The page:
Acute respiratory distress syndrome (ARDS)

Case contributed by Frank Gaillard


Admitted to ICU with necrotizing fasciitis, septic shock and acute renal failure. Progressive respiratory failure requiring ventilation.

Patient Data

Age: 65 years
Gender: Male

Multifocal bilateral air-space opacities, in a predominantly perihilar and lower zone distribution. 

Case Discussion

This is a characteristic appearance of ARDS in the appropriate clinical context.

The differential diagnosis includes infection (also a common complication of ARDS), and cardiogenic pulmonary edema. Differentiation can be impossible in some cases.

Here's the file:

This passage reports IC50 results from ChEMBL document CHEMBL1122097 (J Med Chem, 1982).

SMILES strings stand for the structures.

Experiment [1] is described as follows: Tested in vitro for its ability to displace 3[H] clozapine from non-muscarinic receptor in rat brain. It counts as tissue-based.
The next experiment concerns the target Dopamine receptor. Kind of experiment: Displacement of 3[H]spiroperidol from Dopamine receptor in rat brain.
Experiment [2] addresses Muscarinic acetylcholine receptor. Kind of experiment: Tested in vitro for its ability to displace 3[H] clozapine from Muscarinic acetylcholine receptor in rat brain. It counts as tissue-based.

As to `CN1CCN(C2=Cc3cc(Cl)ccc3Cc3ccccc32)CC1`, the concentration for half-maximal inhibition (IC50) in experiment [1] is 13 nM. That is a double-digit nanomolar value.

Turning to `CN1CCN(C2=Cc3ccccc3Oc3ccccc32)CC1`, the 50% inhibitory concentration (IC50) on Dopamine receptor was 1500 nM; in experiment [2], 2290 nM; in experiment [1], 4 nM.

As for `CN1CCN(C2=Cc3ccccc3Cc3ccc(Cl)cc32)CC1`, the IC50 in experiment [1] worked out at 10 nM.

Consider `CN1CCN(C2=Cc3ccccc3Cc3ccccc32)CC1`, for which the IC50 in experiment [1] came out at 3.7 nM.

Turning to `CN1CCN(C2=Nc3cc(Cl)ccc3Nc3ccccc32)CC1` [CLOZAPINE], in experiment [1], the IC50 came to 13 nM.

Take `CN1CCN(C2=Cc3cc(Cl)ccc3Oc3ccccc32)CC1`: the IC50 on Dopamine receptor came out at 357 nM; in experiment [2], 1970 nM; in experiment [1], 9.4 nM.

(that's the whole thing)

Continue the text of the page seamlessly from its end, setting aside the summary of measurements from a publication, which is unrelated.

The causes of ARDS include:

  • trauma
  • septicemia
  • hypovolemic shock
  • fat embolism
  • near-drowning
  • burns
  • viral pneumonia
  • pancreatitis
  • oxygen toxicity
  • disseminated intravascular coagulopathy

ARDS mortality is high, around 50%, and many survivors develop chronic lung disease, with damaged lung healing by fibrosis. A minority recover fully.

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